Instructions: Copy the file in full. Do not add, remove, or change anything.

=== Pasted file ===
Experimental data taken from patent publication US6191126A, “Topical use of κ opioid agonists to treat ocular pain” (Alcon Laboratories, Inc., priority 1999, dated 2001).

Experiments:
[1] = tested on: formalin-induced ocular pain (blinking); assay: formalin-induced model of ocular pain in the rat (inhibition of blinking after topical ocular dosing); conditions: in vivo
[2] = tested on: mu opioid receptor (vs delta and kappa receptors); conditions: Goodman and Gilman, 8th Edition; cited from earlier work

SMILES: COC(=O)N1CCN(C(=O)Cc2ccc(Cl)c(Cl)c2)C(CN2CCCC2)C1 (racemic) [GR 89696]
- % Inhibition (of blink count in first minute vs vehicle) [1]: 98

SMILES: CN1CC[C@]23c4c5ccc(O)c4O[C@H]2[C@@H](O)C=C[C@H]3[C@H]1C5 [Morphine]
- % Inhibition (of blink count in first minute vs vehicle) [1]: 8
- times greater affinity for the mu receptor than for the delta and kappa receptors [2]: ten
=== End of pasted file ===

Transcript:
Experimental data taken from patent publication US6191126A, “Topical use of κ opioid agonists to treat ocular pain” (Alcon Laboratories, Inc., priority 1999, dated 2001).

Experiments:
[1] = tested on: formalin-induced ocular pain (blinking); assay: formalin-induced model of ocular pain in the rat (inhibition of blinking after topical ocular dosing); conditions: in vivo
[2] = tested on: mu opioid receptor (vs delta and kappa receptors); conditions: Goodman and Gilman, 8th Edition; cited from earlier work

SMILES: COC(=O)N1CCN(C(=O)Cc2ccc(Cl)c(Cl)c2)C(CN2CCCC2)C1 (racemic) [GR 89696]
- % Inhibition (of blink count in first minute vs vehicle) [1]: 98

SMILES: CN1CC[C@]23c4c5ccc(O)c4O[C@H]2[C@@H](O)C=C[C@H]3[C@H]1C5 [Morphine]
- % Inhibition (of blink count in first minute vs vehicle) [1]: 8
- times greater affinity for the mu receptor than for the delta and kappa receptors [2]: ten